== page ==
ESG Offerings Benefit Both Investors and Providers

ESG

As Environmental, Social, and Governance (ESG) investing becomes more popular, the wealth management and 401(k) industry is taking notice.

In fact, more than $1 of every $5 invested in the U.S., a total of $8.72 trillion, goes to socially-responsible investing (SRI). And in 2017, 75% of investors — and a whopping 86% of millennials — were interested in sustainable investing.

While the opportunity to invest in companies that align with an investor’s ethical standards, beliefs, and values sounds appealing, the ultimate question is whether ESG is good for the investors and funds involved.

We believe it is, and here’s why.

Good for investors: ESG investments perform competitively

ESG-screened investments perform as well as their non-screened peers 90% of the time, according to more than 2,000 academic studies of ESG performance.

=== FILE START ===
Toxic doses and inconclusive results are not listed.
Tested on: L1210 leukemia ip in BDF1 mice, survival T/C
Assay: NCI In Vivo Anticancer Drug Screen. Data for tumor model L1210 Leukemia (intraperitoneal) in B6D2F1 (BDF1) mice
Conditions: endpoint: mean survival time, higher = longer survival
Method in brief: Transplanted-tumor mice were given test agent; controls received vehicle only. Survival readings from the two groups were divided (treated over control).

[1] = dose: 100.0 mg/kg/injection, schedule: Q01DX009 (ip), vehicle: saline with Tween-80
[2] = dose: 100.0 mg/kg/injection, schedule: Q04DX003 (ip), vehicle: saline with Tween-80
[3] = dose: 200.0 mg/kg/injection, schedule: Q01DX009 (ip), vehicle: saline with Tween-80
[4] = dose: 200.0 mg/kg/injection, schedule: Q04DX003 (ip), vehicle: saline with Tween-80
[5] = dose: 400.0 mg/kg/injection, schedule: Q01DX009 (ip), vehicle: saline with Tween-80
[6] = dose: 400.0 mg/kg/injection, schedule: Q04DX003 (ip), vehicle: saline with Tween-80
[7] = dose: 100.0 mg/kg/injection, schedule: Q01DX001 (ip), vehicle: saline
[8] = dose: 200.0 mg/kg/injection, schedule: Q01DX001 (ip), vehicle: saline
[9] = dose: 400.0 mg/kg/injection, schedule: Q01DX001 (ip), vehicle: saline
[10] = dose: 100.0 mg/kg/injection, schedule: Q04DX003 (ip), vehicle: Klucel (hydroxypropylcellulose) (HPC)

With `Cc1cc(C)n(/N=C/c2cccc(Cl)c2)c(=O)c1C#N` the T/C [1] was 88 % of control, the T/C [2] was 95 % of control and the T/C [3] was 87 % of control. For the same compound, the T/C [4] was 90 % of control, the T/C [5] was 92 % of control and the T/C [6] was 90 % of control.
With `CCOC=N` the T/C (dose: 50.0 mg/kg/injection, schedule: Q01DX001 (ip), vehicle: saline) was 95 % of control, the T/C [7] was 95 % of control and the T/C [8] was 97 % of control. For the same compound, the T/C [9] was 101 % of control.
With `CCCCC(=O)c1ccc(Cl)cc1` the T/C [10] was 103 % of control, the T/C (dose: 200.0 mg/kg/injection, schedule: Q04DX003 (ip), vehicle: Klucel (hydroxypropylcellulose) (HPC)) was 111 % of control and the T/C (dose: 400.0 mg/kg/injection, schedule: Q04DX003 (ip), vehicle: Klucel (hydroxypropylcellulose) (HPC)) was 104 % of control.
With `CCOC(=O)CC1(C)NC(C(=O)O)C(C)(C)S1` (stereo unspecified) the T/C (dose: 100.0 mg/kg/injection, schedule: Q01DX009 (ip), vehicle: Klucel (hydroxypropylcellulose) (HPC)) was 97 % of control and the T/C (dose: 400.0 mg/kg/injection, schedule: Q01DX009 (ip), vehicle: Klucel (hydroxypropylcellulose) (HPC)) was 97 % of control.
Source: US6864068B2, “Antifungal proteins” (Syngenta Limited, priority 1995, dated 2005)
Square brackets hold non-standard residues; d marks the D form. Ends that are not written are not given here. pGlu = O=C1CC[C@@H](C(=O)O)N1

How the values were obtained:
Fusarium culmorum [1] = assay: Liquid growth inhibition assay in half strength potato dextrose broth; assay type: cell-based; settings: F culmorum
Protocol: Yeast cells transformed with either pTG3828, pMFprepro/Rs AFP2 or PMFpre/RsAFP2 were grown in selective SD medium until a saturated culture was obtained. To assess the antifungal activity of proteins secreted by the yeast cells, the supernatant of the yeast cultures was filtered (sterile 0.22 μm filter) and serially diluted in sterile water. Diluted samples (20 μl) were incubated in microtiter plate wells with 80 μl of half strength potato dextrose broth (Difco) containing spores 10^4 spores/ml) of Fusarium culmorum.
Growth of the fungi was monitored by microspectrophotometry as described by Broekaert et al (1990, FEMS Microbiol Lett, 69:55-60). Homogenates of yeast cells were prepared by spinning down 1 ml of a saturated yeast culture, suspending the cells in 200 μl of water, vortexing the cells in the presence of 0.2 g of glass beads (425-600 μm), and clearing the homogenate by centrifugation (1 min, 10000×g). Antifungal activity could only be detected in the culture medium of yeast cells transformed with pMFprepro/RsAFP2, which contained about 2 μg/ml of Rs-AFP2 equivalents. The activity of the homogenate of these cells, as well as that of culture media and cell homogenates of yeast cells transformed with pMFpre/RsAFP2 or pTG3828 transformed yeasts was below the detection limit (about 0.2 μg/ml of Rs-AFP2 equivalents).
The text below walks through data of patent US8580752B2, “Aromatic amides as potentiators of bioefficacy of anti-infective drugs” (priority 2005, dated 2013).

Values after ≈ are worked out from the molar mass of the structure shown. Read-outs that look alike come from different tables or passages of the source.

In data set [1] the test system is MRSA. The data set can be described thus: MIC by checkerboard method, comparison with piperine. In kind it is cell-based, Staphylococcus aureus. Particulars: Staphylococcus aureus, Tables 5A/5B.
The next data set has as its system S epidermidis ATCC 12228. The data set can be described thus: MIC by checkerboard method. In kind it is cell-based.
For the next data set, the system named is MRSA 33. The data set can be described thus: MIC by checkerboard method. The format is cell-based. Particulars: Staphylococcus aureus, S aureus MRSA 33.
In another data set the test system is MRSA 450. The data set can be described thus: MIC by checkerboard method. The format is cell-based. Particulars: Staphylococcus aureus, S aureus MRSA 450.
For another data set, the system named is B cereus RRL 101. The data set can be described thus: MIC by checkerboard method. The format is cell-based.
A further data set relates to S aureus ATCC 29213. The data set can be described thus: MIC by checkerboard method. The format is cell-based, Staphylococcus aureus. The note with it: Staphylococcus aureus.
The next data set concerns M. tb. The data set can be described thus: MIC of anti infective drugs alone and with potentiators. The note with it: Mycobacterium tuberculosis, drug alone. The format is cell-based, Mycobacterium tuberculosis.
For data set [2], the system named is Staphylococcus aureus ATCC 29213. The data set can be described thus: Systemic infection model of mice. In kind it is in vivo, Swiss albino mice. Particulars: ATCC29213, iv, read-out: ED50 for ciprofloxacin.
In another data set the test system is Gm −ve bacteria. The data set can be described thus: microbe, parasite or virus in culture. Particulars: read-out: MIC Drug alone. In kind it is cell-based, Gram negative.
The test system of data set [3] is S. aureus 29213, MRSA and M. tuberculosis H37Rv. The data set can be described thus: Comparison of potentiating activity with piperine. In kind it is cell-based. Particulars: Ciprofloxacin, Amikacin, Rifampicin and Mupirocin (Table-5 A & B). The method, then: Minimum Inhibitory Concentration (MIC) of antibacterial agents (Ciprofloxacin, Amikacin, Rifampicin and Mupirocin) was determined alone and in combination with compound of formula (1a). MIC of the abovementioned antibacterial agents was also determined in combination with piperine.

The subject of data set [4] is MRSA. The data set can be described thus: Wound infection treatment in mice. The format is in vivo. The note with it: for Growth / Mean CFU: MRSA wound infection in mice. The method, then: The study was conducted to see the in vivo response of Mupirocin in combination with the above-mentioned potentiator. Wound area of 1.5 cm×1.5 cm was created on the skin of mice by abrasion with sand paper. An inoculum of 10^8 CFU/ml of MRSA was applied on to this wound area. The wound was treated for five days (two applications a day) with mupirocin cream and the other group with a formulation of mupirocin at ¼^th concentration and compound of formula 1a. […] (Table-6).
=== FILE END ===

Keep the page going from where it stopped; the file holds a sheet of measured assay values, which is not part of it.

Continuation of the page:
These investments can reflect the values of those who are passionate toward issues such as environmental conservation, gender equality, gun control, and social justice.

2015 study also found that over a 10-year period, companies with the highest ESG scores (those that focused on ESG issues most important to their businesses) more than doubled the performance of those with lower ESG scores.

With results such as these, investors can be optimistic about the positive impact such investments may have not only toward their supported causes and companies, but also toward their financial portfolios.

Source: Khan, Mozaffer, and Serafeim. “The Accounting Review.”